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Designing a tapestry garden 

By Jan Hall, images Jan Hall, Heather Miles, Warren Sheather, Alan Fairley, Lawrie Smith

An important part of designing a tapestry garden is to sketch up the concept. This allows you to see how the garden will flow and picks up the key features you want to highlight.

What is a tapestry garden

A lovely example of a tapestry garden in the US is that represented in this book, by Marietta and Ernie O’Byrne, called a Tapestry Garden. The book is subtitled, the Art of Weaving Plants and Place’, which is a great description of what a tapestry garden with Australian native plants can be.

The University of Melbourne has experimented with such a garden, called a Woody Meadow. This is described as ‘Naturalistic plantings of Australian shrubs to improve the appearance and function of low maintenance landscapes’, and the site includes suggestions of plants suitable. Many of our beautiful native gardens in Australia have strong elements of a ‘tapestry’.

Start with a sketch

The best place to start designing a tapestry garden (and most gardens) is with a sketch or bubble diagram. These allow you to work with general areas and shapes. At this stage, you don’t need to know any details – you are simply working with concepts!

The sketch below was developed in discussion with the North East Victoria Group of the Australian Plants Society Victoria for a site of interest.

Concept design for tapestry garden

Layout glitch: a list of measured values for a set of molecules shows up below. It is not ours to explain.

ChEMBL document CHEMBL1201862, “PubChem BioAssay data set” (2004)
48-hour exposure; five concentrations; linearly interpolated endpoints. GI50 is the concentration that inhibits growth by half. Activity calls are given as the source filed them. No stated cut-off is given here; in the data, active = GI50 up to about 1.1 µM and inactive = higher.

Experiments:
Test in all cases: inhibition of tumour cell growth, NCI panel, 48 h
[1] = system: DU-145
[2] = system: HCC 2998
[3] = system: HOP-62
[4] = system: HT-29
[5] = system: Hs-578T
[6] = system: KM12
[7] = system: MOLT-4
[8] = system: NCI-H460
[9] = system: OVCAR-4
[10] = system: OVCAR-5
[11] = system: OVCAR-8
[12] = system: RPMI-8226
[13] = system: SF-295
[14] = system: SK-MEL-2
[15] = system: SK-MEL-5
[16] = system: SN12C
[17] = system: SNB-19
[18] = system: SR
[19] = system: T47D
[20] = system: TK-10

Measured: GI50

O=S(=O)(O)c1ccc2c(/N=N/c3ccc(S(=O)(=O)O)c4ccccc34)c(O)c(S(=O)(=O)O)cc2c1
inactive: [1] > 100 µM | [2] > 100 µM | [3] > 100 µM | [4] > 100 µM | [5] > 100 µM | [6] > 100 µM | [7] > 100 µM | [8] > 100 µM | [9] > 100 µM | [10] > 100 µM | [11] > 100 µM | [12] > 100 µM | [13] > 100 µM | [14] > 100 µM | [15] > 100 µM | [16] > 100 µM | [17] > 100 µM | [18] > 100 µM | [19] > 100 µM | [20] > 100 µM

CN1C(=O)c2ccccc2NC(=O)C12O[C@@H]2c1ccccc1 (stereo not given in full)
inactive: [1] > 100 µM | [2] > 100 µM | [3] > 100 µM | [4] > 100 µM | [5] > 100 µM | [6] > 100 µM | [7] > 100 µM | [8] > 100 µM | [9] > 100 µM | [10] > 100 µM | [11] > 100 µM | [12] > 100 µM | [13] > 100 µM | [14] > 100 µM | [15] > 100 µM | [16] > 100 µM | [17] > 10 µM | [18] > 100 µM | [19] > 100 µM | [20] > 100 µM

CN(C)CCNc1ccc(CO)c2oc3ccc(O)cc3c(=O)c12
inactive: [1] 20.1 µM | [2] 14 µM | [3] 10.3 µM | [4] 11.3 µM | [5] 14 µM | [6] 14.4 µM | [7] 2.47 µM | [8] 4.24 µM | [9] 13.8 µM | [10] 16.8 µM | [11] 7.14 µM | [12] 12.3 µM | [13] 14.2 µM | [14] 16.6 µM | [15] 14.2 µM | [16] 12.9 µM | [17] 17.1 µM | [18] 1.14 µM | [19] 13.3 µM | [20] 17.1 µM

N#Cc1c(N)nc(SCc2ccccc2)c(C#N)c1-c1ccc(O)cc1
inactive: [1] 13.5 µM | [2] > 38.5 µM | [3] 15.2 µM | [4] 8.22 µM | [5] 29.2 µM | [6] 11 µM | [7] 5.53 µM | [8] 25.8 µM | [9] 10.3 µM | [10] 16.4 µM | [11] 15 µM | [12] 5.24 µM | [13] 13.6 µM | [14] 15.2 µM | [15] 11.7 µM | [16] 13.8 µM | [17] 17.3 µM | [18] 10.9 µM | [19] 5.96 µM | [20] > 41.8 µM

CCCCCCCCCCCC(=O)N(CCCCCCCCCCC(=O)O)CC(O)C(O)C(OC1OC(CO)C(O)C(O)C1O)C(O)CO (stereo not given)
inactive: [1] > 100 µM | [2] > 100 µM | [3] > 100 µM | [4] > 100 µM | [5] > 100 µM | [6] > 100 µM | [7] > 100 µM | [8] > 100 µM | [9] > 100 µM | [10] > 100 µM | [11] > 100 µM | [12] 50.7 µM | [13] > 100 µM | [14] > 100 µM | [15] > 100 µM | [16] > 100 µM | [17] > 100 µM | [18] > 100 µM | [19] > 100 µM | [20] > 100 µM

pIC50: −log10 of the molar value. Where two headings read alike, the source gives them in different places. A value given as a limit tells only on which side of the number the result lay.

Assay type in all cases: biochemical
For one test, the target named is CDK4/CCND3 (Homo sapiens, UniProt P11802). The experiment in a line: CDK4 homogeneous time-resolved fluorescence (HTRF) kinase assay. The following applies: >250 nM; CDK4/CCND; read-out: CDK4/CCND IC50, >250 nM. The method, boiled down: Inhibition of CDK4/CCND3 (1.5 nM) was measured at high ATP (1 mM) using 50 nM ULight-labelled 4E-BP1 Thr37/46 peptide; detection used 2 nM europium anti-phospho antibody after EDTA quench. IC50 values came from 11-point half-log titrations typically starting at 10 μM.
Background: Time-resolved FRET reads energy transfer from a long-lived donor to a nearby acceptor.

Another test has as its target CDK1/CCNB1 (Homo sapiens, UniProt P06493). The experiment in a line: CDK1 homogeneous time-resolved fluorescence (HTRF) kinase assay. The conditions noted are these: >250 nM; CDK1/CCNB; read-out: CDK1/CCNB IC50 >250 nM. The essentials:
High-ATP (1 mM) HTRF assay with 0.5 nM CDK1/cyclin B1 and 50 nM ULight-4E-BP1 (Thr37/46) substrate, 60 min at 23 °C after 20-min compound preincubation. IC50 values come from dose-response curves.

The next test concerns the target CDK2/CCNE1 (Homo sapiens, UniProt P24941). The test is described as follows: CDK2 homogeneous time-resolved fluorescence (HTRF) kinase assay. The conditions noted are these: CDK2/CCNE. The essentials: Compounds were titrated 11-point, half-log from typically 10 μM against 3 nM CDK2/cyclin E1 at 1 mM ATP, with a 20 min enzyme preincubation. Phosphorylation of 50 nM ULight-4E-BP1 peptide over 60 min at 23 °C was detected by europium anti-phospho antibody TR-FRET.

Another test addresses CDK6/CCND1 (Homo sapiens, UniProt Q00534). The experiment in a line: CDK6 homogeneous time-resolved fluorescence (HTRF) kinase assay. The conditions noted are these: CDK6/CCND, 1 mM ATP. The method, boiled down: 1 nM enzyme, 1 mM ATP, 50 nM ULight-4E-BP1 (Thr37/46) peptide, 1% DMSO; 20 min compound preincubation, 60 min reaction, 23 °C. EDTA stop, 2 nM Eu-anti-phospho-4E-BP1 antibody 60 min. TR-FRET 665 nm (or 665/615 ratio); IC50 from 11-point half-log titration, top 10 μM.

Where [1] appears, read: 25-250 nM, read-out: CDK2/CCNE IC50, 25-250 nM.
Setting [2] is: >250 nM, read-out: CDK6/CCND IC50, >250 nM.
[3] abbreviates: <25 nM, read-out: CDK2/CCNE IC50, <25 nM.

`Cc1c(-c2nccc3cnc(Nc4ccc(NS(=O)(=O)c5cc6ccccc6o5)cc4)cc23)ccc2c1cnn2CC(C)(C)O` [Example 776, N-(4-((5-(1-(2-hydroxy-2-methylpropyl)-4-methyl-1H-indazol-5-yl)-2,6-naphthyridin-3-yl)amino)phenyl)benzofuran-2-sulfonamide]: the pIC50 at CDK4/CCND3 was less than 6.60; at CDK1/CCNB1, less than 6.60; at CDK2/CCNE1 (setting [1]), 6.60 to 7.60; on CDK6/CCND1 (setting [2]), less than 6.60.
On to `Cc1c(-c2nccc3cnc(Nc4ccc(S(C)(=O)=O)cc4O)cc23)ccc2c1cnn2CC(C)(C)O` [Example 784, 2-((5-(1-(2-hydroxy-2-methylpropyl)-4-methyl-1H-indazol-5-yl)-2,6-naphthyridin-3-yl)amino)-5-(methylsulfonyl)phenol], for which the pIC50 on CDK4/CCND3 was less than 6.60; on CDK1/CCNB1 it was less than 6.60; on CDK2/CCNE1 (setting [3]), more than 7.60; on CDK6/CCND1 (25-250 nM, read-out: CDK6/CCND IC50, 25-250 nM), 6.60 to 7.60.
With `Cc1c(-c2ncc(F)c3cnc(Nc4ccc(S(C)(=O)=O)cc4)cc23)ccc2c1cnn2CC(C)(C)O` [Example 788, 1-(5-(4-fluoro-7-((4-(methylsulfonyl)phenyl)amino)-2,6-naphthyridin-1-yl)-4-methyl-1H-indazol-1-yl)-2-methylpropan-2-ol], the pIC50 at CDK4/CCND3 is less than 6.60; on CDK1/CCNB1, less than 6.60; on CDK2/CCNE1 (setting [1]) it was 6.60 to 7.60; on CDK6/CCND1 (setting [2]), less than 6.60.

Site location for the tapestry garden

The site we chose was viewed from a new strawbale house set into a steep slope of the Warby Ranges. The setting offered an opportunity to use the pattern of contrasting foliage, with flower colour being a seasonal bonus.

Style of the tapestry garden

A country garden of Australian plants would not be the place for a strictly geometric design. Instead, the idea is to arrange a pattern of irregular shapes partly outlined with densely planted tufting species or climate-friendly low hedges. An alternative for low maintenance might be to use curving strips of crazy paving set into mulch or gravel.

Gravel paths which guide rainfall into the garden surround the entire area. At ground level a low mound would be placed inside the space and surrounded by the tapestry/mosaic patches.

Ideas for the mounded centre:

  • Use the granite boulders to be found on site as an outcrop surrounded by rounded shrubs replicating the rocks
  • For height, a weathered log or several Gymea lilies (Doryanthes excelsa) rise above a mass planting of a single shrub species e.g. Acacia ‘Green Mist’.
  • A ‘sea’ of waving grass – perhaps 2 species or 2 forms eg. Poa labillardieri or Themeda triandra

Selecting plants for a tapestry design

Plants to fill the tapestry are drought and frost tolerant species:.